Every homeopath knows Jan Scholten, the eminent Dutch homeopath, turned homeopathy upside down with his brilliant development of the periodic table. His theory of the minerals and elements allowed both new insights into remedies in current usage and the ability to predict the profile and themes of any element or salt, even those that have never been used or contemplated before. My experience of this has revolutionised my practice in the 20 years I have been using it.
So you can imagine my excitement when Jan brought out his latest book, Wonderful Plants, a monster tome of some 900 pages (does this man ever go on holiday??), covering virtually every major plant family. Each family and plant species is classified using the periodic table as its basis. It’s like a homeopathic library system. The classification for each plant consists of 3 groups of numbers. If you’re coming to this for the first time then it can be a bit of a brain twister until you get used to it. It took me 4 years until it felt ‘in my bones’.
Let’s take a well know remedy like Aconite as an example. This has the classification number 642.13.01:
The first set of numbers is 642. This is like the territory in which the patient is operating or the core themes (ego, relationships, work, art, power etc). This leads us to the sub class Ranunculidae.
The first 6 represents the theoretical potential of the patient and is derived from the series of the periodic table, 6 being the 6th series or Lanthanides (independent and reflective).
The second number, 4 represents the desire of the patient, where he would like to be. In this case the 4 is derived from the 4th series or Iron series (work, family as a working unit).
The 3rd number, 2, is not what the patient desires but where they actually find themselves. And in this case it is the 2nd series, Carbon (childish, development of the ego)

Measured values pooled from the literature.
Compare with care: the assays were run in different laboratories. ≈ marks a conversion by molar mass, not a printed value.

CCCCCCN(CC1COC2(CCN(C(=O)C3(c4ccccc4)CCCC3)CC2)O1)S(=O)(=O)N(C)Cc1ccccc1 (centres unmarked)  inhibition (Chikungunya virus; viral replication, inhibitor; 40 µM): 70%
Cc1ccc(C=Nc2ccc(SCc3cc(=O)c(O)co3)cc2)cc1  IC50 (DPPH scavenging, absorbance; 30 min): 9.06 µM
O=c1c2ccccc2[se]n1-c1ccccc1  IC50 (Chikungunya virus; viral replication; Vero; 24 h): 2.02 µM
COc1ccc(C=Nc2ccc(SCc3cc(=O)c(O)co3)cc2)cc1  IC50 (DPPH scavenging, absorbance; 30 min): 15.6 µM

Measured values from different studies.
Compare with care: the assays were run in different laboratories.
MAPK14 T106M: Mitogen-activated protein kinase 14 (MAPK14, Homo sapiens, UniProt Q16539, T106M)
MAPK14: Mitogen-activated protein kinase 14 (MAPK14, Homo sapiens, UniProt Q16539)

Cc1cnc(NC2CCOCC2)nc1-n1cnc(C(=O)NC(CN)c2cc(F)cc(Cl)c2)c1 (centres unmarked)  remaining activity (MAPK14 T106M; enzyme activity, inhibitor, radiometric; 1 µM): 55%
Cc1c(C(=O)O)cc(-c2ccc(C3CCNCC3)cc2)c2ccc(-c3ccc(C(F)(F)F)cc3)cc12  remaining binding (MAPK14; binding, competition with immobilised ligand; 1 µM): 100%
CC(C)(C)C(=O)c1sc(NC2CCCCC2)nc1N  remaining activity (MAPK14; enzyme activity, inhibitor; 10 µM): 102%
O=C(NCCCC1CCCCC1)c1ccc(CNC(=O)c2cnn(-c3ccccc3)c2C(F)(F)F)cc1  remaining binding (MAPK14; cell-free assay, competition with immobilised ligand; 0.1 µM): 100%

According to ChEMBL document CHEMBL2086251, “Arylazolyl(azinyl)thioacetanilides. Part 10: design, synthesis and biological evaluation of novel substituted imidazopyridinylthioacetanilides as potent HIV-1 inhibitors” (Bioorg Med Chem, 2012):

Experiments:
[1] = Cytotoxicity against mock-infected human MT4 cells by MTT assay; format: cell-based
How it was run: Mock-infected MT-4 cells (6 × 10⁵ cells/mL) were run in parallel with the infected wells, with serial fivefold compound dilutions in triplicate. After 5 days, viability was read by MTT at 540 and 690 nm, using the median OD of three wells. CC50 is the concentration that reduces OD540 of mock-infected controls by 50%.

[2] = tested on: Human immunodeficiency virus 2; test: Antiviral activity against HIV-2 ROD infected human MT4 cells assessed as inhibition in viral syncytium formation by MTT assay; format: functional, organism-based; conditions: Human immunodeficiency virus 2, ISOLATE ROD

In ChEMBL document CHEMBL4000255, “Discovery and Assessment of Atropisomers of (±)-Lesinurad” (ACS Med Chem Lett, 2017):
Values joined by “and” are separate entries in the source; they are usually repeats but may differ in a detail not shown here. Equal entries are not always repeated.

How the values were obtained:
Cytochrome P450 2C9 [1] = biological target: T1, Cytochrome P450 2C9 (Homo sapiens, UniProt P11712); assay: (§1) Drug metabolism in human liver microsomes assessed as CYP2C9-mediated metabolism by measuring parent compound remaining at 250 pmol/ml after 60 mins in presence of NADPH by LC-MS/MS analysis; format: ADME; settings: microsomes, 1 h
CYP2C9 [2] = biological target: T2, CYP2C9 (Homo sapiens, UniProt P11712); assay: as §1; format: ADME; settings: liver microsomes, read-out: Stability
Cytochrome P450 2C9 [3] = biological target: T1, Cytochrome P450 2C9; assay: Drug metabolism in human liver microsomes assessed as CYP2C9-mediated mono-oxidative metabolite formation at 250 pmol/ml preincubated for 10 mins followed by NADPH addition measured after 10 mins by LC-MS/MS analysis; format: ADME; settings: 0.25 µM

After the first dot there are 2 more numbers and these are the phase and sub phase. They represent the place in the group. This can be the family group or work group. There are 7 phases that range from 1= alone though 4= being sure and at the centre of the group to 7= being excluded from the group. In the case of aconite, the Phase 1 shows they feel alone, they haven’t really entered the group properly and the sub phase 3, shows they are uncertain.
After the 2nd dot is the stage (exactly the same as stages in the periodic table from 1-17), representing the position of development in the life cycle. In the case of Aconite, stage 1 represents panic and impulsiveness, possibly immaturity.
So you can see that the potential to find the intricate detailed themes of each plant is possible. I think the beauty of this approach is 2-fold. First it allows a subtle energetic appreciation of well known remedies that places them in context of their plant family. There are many plant remedies in the material medica but most have very small pictures or just a few keynotes. Jan’s plant theory brings out the fuller personality of each plant remedy. And second, it enables us, as with the periodic table, to predict the themes and uses of virtually any plant in existence.
I have found using this system is like opening an Aladdin’s cave of treasures. It allows us to treat ‘difficult’ patients where the case seemed complex and the correct remedy elusive.
At first the system and numbers can seem overwhelming. But I have found it is so worthwhile persevering as the results can be magical.
If this has whetted your appetite, Pinnacle Seminars are organising my day workshop on the Plant Theory on Friday 24th February in South East London. You just need to be comfortable with the periodic table as a minimum requirement. We will take baby steps with case examples and the ability to bring your own cases for analysis. My aim is for you to go away from this day at least inspired to learn more! Contact: firstname.lastname@example.org for more info.
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